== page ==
Bill Would Give Most Vermonters Access to Free Birth Control | Off Message

Bill Would Give Most Vermonters Access to Free Birth Control


Rep. Ruqaiyah Morris (D-Bennington) presented the House bill - NANCY REMSEN
  • Nancy Remsen
  • Rep. Ruqaiyah Morris (D-Bennington) presented the House bill
The House gave preliminary approval Wednesday to a bill that would guarantee most Vermonters access to free contraception. The bill comes up for final approval Thursday but Wednesday’s tally — 128 to 15 — seems to assure that it will pass.

Rep. Ruqaiyah Morris (D-Bennington) said the bill would preserve in Vermont the provisions in the federal Affordable Care Act that guarantee women access to contraception, should the federal law be repealed. It also would expand free coverage to male contraception, which isn’t included in the ACA, and provide supplementary payments to health care providers for the insertion and removal of long-acting reversible contraceptives such as intrauterine devices, or IUDs.

Morris told her House colleagues that half of the babies born in Vermont are from unintended pregnancies. The percentage is 74 percent for women on Medicaid. Why? “It generally comes down to access,” Morris said.

Earlier this session, the legislature approved a provision to make it easier for new mothers on Medicaid to get long-acting contraception. The administration of Gov. Peter Shumlin put the change in a bill making midyear state budget adjustments; immediate savings were projected from fewer unintended births.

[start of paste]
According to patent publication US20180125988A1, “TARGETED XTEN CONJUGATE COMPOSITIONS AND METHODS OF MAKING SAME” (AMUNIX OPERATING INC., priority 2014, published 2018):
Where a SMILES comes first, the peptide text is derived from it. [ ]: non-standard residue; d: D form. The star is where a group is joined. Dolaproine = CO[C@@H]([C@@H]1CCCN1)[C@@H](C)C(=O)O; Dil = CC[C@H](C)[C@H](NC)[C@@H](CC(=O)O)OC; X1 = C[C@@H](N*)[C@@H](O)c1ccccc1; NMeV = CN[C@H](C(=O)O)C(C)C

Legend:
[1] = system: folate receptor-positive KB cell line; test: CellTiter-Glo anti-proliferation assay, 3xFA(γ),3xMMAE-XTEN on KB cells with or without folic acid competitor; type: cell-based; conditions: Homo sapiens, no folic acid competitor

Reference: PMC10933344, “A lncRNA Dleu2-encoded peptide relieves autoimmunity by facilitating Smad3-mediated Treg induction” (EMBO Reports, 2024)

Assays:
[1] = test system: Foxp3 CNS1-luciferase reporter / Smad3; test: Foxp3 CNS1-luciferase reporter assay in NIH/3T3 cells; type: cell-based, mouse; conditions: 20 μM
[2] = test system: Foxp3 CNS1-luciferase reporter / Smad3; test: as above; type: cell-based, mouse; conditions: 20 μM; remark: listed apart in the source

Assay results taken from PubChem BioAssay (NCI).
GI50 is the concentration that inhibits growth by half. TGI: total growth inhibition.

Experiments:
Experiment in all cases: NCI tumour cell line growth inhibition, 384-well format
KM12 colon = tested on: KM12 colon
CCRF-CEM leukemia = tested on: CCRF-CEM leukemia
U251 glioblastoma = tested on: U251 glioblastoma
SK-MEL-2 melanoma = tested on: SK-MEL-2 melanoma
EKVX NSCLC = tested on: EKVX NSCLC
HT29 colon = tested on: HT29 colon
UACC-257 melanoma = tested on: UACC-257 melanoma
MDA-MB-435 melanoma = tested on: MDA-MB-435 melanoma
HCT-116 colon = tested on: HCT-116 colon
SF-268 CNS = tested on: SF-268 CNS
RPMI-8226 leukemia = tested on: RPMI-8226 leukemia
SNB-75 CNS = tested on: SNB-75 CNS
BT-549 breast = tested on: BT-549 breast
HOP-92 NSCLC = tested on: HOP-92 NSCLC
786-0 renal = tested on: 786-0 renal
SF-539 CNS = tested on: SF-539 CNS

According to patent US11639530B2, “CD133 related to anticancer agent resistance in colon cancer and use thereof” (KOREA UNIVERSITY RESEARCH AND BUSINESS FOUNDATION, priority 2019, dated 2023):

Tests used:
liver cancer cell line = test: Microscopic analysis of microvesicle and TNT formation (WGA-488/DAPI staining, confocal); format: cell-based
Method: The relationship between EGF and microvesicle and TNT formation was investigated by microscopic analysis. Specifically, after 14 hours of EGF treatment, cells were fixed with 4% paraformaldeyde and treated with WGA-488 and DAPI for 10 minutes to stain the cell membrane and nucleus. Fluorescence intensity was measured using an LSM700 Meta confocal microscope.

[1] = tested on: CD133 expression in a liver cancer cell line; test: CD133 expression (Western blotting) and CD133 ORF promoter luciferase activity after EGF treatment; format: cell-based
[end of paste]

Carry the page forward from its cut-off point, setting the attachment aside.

Morris noted that the House vote occurred the same day that the U.S. Supreme Court heard arguments raised by nonprofit organizations with religious affiliations challenging requirements for them to offer contraception coverage for their employees. Morris said she expects an amendment to create some kind of religious exemption will be offered before the final vote.

Rep. Vicki Strong (R-Albany) questioned Morris about the side effects of long-term reversible contraception. Morris said they are minimal. Rep. George Till (D-Jericho), an obstetrician, confirmed her comments.

“This does not have any effect on someone’s future fertility,” Till said. “We do put IUDs in people immediately after [they give] birth.”

The Senate still must consider the bill once it clears the House.